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Dear catholic.com visitors: This website from Catholic Answers, with all its many resources, is the world's largest source of explanations for Catholic beliefs and practices. A fully independent, lay-run, 501(c)(3) ministry that receives no funding from the institutional Church, we rely entirely on the generosity of everyday people like you to keep this website going with trustworthy , fresh, and relevant content. If everyone visiting this month gave just $1, catholic.com would be fully funded for an entire year. Do you find catholic.com helpful? Please make a gift today. Thank you. Wishing you a blessed Lenten season.

Thaddeus Amat

Second Bishop of Monterey and Los Angeles, California, U.S. (1810-1878)

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Amat, THADDEUS, second Bishop of Monterey and Los Angeles, California, U.S., b. December 31, 1810, at Barcelona, Spain; d. at Los Angeles, California, May 12, 1878. He joined the Lazarists in early manhood and was ordained a priest at the house of that Congregation in Paris, in 1838. He came to the United States in 1838 and worked in the missions in Louisiana. He was master of novices in the houses of the Lazarists in Missouri and Philadelphia in 1841-47, and on the promotion of Bishop Alemany of Monterey to be Archbishop of San Francisco, Father Amat was named to succeed him. He was consecrated Bishop of the diocese in Rome, March 12, 1854. There were seventeen priests in the diocese then to care for the spiritual needs of a very mixed population largely of Spanish origin. The opening of the mining era of the early fifties brought a large accession of other settlers, and Bishop Amat, visiting Europe to obtain additional aid for his diocese, brought back Lazarist priests and Sisters of Charity with him. He was given permission by the Holy See, in 1859, to call himself Bishop of Los Angeles, and changed his residence to that city. There, under his inspiration, the Lazarists opened St. Vincent’s College and the Franciscan Brothers took charge of the parochial schools. The Sisters of the Immaculate Heart of Mary were also introduced. A serious spinal affection forced Bishop Amat to ask for a coadjutor and his vicar-general, the Rev. Francis Mora, was so consecrated August 3, 1873. He had begun a new cathedral and lived to see it dedicated April 9, 1876. When he died, at the age of sixty-seven, the progress of the diocese under his jurisdiction was indicated in the increase to 51 priests, 32 churches, 15 chapels, and 32 stations, 6 academies and substantial parochial schools, asylums, and other charitable institutions.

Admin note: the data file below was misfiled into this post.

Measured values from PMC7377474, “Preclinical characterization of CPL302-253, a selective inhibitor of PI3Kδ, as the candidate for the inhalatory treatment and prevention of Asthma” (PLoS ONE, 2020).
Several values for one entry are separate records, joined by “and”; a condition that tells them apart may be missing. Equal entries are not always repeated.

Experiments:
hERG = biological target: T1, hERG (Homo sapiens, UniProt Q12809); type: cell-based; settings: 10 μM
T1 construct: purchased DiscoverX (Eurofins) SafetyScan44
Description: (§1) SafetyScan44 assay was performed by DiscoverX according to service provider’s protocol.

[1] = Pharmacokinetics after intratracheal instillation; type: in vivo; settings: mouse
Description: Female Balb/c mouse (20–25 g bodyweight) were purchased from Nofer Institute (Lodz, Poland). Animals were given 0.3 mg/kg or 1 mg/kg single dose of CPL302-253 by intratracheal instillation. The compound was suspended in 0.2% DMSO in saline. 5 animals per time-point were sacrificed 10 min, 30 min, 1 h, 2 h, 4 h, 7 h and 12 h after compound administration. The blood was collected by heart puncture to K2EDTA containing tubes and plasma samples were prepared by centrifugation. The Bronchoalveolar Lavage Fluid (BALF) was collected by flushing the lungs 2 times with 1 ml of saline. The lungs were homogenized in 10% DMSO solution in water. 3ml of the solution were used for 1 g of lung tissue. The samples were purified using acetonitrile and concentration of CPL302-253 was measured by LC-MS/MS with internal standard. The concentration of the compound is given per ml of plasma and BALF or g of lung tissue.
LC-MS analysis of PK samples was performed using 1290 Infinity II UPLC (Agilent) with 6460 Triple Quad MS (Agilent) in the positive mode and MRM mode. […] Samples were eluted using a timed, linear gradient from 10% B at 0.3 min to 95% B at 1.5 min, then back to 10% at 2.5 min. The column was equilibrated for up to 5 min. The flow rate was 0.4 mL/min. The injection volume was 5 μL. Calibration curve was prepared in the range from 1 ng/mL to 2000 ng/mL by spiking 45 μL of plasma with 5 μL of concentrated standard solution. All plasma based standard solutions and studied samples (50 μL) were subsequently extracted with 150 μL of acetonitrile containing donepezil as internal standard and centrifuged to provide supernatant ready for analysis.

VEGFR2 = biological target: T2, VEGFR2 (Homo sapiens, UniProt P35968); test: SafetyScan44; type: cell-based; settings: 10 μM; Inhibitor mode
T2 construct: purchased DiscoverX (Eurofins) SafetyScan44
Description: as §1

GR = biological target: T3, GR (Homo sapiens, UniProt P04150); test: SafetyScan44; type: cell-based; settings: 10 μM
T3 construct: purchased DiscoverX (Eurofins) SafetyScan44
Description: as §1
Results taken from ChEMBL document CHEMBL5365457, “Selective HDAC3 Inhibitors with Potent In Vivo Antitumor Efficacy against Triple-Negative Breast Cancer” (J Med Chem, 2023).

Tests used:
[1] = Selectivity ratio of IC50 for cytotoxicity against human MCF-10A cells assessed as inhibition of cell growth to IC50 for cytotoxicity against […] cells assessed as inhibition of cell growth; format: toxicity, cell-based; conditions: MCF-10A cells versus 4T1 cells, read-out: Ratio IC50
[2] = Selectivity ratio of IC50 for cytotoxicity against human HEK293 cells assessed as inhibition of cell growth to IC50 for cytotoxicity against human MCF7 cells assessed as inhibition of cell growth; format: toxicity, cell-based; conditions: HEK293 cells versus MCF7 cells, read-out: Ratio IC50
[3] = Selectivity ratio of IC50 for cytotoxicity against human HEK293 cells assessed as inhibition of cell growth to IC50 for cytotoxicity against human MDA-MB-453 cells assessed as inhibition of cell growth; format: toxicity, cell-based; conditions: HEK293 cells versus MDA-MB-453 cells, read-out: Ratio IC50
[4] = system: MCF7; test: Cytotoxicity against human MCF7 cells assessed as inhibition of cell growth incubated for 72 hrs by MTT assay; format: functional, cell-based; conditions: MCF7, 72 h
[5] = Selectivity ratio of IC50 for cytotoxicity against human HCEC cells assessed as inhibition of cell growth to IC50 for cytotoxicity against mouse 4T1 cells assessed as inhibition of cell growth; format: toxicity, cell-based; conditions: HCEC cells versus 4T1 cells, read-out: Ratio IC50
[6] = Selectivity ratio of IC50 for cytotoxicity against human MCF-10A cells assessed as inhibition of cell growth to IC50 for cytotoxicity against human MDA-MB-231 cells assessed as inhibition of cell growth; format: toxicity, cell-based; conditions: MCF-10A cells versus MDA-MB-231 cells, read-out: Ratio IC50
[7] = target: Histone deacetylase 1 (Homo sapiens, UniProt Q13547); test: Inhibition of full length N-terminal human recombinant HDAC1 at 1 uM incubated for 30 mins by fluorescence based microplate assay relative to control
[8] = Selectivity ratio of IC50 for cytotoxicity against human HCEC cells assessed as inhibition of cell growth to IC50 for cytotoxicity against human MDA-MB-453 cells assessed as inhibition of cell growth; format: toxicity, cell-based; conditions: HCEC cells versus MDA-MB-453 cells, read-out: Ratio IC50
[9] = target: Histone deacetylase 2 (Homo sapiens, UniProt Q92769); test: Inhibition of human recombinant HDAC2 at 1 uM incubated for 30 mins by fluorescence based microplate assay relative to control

THOMAS F. MEEHAN


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